- Several studies have shown that chronic fatigue syndrome patients are more likely to have a history of allergies than are healthy controls. Allergy could be one predisposing factor for chronic fatigue syndrome, but it cannot be the only one, since not all CFS patients have it.
- Hypothalamic-Pituitary Adrenal (HPA) Axis
- The HPA axis is a communication in the brain between the hypothalamus and pituitary and adrenal glands. It is heavily involve din the regulation of the release of hormones.
- The central nervous system may have an important role in chronic fatigue syndrome. Physical or emotional stress, which is commonly reported as a pre-onset condition in CFS patients, activates the hypothalamic-pituitary-adrenal axis, or HPA axis, leading to increased release of cortisol and other hormones. Cortisol and corticotrophin-releasing hormone (CRH), which are also produced during the activation of the HPA axis, influence the immune system and many other body systems. Over time, the adrenal glands can “burn out” resulting in lower than normal levels of cortisol and other hormones.
- Recent studies revealed that chronic fatigue syndrome patients often produce lower levels of cortisol than do healthy controls. Cortisol suppresses inflammation and cellular immune activation, and reduced levels might relax constraints on inflammatory processes and immune cell activation.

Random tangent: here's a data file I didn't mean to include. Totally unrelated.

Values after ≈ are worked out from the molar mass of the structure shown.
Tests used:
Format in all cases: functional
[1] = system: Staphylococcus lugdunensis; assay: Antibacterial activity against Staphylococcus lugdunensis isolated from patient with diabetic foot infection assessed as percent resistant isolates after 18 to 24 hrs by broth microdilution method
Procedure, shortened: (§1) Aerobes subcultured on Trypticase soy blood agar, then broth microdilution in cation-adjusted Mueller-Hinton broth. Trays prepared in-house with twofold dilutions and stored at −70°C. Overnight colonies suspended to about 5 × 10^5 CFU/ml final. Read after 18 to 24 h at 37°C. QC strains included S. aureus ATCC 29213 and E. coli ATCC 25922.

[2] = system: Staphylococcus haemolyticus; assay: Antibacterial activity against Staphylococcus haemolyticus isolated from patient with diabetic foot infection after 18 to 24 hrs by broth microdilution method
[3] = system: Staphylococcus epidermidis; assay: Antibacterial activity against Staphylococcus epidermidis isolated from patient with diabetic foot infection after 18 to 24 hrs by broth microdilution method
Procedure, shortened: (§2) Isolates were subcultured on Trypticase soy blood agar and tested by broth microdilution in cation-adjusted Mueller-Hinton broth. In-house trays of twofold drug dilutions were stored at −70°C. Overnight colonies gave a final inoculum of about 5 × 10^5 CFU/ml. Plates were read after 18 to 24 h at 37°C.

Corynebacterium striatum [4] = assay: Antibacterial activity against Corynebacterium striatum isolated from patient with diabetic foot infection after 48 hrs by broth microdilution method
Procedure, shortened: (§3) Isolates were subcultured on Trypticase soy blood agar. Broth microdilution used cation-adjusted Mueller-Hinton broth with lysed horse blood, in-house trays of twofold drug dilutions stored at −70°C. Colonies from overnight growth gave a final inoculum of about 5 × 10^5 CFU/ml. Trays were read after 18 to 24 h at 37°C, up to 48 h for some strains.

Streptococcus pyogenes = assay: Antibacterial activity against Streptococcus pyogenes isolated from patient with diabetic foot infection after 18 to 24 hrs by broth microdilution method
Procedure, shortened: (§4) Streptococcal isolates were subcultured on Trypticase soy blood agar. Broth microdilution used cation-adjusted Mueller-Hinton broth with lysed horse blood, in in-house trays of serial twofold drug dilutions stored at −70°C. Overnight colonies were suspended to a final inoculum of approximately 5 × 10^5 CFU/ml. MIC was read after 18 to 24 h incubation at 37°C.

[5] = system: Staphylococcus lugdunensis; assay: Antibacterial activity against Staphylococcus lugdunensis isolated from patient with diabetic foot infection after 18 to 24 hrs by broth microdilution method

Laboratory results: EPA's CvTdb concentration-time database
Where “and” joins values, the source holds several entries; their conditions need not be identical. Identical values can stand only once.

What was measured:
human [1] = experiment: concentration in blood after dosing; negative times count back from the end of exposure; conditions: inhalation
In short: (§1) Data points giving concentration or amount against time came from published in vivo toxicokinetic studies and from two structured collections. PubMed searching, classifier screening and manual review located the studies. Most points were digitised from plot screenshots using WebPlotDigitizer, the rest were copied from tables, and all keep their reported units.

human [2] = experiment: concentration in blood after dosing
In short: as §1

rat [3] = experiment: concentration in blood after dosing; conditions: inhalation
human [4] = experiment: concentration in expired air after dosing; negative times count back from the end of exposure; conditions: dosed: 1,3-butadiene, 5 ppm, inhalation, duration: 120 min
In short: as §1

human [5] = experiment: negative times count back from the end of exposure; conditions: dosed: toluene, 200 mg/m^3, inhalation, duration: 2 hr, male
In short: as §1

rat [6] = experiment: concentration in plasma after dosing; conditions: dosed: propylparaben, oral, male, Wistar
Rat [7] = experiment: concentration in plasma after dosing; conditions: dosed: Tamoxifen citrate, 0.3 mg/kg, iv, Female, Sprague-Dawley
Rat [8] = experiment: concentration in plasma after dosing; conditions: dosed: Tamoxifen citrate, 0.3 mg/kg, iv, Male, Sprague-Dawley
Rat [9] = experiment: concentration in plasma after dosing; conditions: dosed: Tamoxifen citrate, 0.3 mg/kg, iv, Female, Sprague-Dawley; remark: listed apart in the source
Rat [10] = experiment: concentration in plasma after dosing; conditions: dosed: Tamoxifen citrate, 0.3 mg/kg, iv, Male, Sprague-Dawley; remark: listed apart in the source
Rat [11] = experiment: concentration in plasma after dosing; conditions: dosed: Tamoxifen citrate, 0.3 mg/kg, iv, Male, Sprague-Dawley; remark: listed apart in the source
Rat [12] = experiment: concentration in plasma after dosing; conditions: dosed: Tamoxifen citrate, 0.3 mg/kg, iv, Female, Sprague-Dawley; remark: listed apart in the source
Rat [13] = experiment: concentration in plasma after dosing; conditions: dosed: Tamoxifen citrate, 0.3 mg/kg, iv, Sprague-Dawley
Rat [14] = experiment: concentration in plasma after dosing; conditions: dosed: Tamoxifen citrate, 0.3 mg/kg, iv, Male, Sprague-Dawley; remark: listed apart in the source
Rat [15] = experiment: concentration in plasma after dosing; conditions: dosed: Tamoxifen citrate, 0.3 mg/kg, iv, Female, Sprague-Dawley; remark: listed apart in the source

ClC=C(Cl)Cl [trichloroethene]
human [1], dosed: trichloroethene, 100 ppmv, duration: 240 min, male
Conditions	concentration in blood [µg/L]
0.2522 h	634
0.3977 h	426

- Neurally Mediated Hypotension (NMH)
- NMH is low blood pressure caused by nervous system control.
- Disturbances in the nervous system’s regulation of blood pressure and pulse (neurally mediated hypotension, or NMH) are common in CFS patients.
- One study found that 96% of adults with a clinical diagnosis of CFS had symptoms of neurally mediated hypotension compared with 29% of healthy controls.
- Nutritional Deficiency
- There is no published scientific evidence that CFS is caused by a single nutritional deficiency. However, a deficiency of any nutrient can result in fatigue.
- RBC magnesium levels may be decreased in CFS patients, some of who have adequate dietary intake of magnesium.
- Vitamin B12 deficiency can cause fatigue. This is a common deficiency in people who have gastritis, take acid-blocking medication, are vegetarians, or have an autoimmune pernicious anemia.
- Other nutritional deficiencies which have been found in people with CFS include: Coenzyme Q10, L-carnitine, L-tryptophan, Folic Acid, and Zinc.
- Oxidative Stress.
- A number of recent studies have shown oxidative stress may be involved in its pathogenesis.
Factors suspected of promoting chronic fatigue syndrome:
- Hypoxemia (low levels of oxygen in the blood)
- Endocrine dysfunction
- Immune dysfunction
- Stress-related dysfunction
- Somatoform disorder (disorders with no identified organic cause)
- Marginal nutritional deficiencies
- Intestinal hyperpermeability (leaky gut syndrome)